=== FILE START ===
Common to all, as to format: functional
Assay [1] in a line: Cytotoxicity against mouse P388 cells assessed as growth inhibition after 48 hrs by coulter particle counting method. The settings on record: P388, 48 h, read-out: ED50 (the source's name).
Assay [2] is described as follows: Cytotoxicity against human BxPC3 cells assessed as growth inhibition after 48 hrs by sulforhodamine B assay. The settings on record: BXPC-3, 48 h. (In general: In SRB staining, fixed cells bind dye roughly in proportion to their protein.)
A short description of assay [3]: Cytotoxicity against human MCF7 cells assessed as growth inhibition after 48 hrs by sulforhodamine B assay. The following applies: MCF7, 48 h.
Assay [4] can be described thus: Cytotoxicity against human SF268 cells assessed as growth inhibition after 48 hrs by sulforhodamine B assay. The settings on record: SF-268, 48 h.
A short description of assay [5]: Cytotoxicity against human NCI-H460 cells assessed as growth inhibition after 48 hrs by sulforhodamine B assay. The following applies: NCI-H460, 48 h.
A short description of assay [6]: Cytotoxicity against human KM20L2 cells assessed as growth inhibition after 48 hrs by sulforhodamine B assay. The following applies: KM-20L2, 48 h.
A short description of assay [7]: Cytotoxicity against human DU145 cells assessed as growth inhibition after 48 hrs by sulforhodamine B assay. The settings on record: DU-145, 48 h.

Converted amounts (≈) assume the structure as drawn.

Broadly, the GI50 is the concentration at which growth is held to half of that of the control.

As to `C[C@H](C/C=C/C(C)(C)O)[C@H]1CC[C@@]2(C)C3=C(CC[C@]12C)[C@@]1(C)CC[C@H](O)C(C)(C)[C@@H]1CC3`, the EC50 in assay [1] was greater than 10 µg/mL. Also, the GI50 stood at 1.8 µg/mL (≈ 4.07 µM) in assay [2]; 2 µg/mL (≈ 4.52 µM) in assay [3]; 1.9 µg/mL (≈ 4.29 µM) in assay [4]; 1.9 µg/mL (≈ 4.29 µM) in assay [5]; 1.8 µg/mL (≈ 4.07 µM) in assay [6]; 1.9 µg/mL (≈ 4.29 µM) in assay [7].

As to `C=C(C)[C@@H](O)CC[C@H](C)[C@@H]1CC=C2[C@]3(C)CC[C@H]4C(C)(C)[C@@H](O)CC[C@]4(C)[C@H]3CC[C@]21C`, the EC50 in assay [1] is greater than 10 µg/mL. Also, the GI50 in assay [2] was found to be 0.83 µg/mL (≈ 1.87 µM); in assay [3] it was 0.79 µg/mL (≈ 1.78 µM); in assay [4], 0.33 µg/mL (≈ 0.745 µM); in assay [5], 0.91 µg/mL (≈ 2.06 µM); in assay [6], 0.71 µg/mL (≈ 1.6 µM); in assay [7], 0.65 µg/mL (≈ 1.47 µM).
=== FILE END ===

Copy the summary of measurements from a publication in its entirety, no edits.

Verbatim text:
Common to all, as to format: functional
Assay [1] in a line: Cytotoxicity against mouse P388 cells assessed as growth inhibition after 48 hrs by coulter particle counting method. The settings on record: P388, 48 h, read-out: ED50 (the source's name).
Assay [2] is described as follows: Cytotoxicity against human BxPC3 cells assessed as growth inhibition after 48 hrs by sulforhodamine B assay. The settings on record: BXPC-3, 48 h. (In general: In SRB staining, fixed cells bind dye roughly in proportion to their protein.)
A short description of assay [3]: Cytotoxicity against human MCF7 cells assessed as growth inhibition after 48 hrs by sulforhodamine B assay. The following applies: MCF7, 48 h.
Assay [4] can be described thus: Cytotoxicity against human SF268 cells assessed as growth inhibition after 48 hrs by sulforhodamine B assay. The settings on record: SF-268, 48 h.
A short description of assay [5]: Cytotoxicity against human NCI-H460 cells assessed as growth inhibition after 48 hrs by sulforhodamine B assay. The following applies: NCI-H460, 48 h.
A short description of assay [6]: Cytotoxicity against human KM20L2 cells assessed as growth inhibition after 48 hrs by sulforhodamine B assay. The following applies: KM-20L2, 48 h.
A short description of assay [7]: Cytotoxicity against human DU145 cells assessed as growth inhibition after 48 hrs by sulforhodamine B assay. The settings on record: DU-145, 48 h.

Converted amounts (≈) assume the structure as drawn.

Broadly, the GI50 is the concentration at which growth is held to half of that of the control.

As to `C[C@H](C/C=C/C(C)(C)O)[C@H]1CC[C@@]2(C)C3=C(CC[C@]12C)[C@@]1(C)CC[C@H](O)C(C)(C)[C@@H]1CC3`, the EC50 in assay [1] was greater than 10 µg/mL. Also, the GI50 stood at 1.8 µg/mL (≈ 4.07 µM) in assay [2]; 2 µg/mL (≈ 4.52 µM) in assay [3]; 1.9 µg/mL (≈ 4.29 µM) in assay [4]; 1.9 µg/mL (≈ 4.29 µM) in assay [5]; 1.8 µg/mL (≈ 4.07 µM) in assay [6]; 1.9 µg/mL (≈ 4.29 µM) in assay [7].

As to `C=C(C)[C@@H](O)CC[C@H](C)[C@@H]1CC=C2[C@]3(C)CC[C@H]4C(C)(C)[C@@H](O)CC[C@]4(C)[C@H]3CC[C@]21C`, the EC50 in assay [1] is greater than 10 µg/mL. Also, the GI50 in assay [2] was found to be 0.83 µg/mL (≈ 1.87 µM); in assay [3] it was 0.79 µg/mL (≈ 1.78 µM); in assay [4], 0.33 µg/mL (≈ 0.745 µM); in assay [5], 0.91 µg/mL (≈ 2.06 µM); in assay [6], 0.71 µg/mL (≈ 1.6 µM); in assay [7], 0.65 µg/mL (≈ 1.47 µM).